So …. off you go to and you look up the price of a return Economy flight to Budapest.  The headline price you see is the one in the picture above ….. 23,500 Avios + £1.

Your brain then goes …… whoa ……:

“I need to spend £23,500 on the free BA Amex credit card to get one off-peak Economy flight to Budapest?”

“I need to spend £37,600 at Sainsbury’s to earn 37,600 Nectar points to get 23,500 Avios for an off-peak Economy flight to Budapest?”

“I need to take 188 one-way Economy flights to/from Amsterdam, earning 125 Avios each way, to get 23,500 Avios for a return Economy flight to Budapest?”

You wouldn’t blame someone for thinking like this.  British Airways thinks that 23,500 Avios + £1 looks more attractive than 14,500 Avios + £35.  I disagree.

To me, 14,500 Avios + £35 appears a lot more achievable than 23,500 Avios + £1.

Avios wing 15

And it’s not just me.

The reason I wrote this article, and the reason I use Budapest in this example, is because of an email I received last year.  This person is perhaps not the typical HfP reader in terms of her background, but I think her thoughts are closer to the way that the average person looks at Avios than many of us.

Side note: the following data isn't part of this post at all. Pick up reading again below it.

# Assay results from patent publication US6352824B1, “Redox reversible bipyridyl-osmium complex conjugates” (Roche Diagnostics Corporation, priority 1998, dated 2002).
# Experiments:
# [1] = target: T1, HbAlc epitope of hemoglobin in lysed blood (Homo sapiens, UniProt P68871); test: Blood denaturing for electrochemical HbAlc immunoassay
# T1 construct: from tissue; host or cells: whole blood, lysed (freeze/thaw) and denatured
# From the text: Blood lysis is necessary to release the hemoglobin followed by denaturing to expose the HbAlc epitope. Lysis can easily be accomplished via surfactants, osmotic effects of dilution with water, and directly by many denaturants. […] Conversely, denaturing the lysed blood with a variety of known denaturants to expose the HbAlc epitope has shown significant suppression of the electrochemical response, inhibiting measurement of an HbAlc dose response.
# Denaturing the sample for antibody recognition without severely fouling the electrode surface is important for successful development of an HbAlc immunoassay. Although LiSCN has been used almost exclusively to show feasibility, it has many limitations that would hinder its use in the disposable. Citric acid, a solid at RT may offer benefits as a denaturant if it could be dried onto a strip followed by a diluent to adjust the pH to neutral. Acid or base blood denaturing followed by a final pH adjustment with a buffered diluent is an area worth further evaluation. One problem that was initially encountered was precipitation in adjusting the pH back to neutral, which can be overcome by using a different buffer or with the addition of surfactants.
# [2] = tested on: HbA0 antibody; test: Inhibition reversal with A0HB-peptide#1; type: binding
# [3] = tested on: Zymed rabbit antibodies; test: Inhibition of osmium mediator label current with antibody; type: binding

I’m not going to comment on the email, but I’d like you to read it and then decide for yourself if British Airways is making a mistake by focusing on ‘£1 taxes’. Obviously I corrected this reader and let her know that the ‘old’ pricing was still there.

“I hope you are well.  I have read a lot of your advice on Head for Points, and I find it really useful.  I have now a problem though with BA and their redemption tickets.

I am a single mother on low wages with 2 kids, working hard, converting my Tesco shopping to Avios, using cashback programs to earn Avios, spending on Amex, etc.  I even bought some when they offered a 50% bonus.

My family lives in Hungary and we visit them 3 times a year. Unfortunately I am not a businesswoman with Gold status and upgrade vouchers, etc.

Until recently it cost 15,000 miles [now 15,750] peak for a business class one way per person. So I collected and collected and now have 40,000 miles, just 5,000 short.

I logged into my account to see availability and other pricing options, and I was shocked to see that it now cost 21,500 per person for a one-way in business class? For 3 people that is a HUGE difference.